Although small intervention trials have suggested that folate supplementation reduces cervical dysplasia, the association of blood folate concentrations with invasive cervical cancer risk has not been investigated in well-controlled epidemiological studies. A study was conducted with newly diagnosed Stage I and II invasive cervical cancer cases and controls in 4 Latin American countries. Ninety-five% of subjects donated blood samples, resulting in 330 case and 565 control serum samples analyzed for folate concentrations by radioassay. Cases did not differ significantly from controls in mean levels of folate (5.00 and 4.90 ng/ml, respectively). No associations were observed between quartiles of serum folate and risk of cervical cancer after adjustment for other risk factors, and no interactions with established risk factors were observed. Folate levels were also unrelated to risk among women who might have compromised folate status because of recent or extended oral contraceptive usage or multiple pregnancies. Further, mean levels of folate were similar by stage of disease, arguing against an effect of disease progression on serum values. These results do not support a role for serum folate in the etiology of invasive cervical cancer.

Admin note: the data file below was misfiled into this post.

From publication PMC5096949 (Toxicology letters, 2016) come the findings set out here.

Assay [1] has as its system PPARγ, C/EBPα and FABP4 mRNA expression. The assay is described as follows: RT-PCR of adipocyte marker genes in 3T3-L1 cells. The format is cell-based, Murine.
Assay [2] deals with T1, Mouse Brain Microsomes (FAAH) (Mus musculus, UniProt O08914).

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Supported in part by Contract N01-CP-41026 and Grant R01-CA-42042 from the National Cancer Institute, NIH, and by a grant from the National Cancer Institute of Canada.

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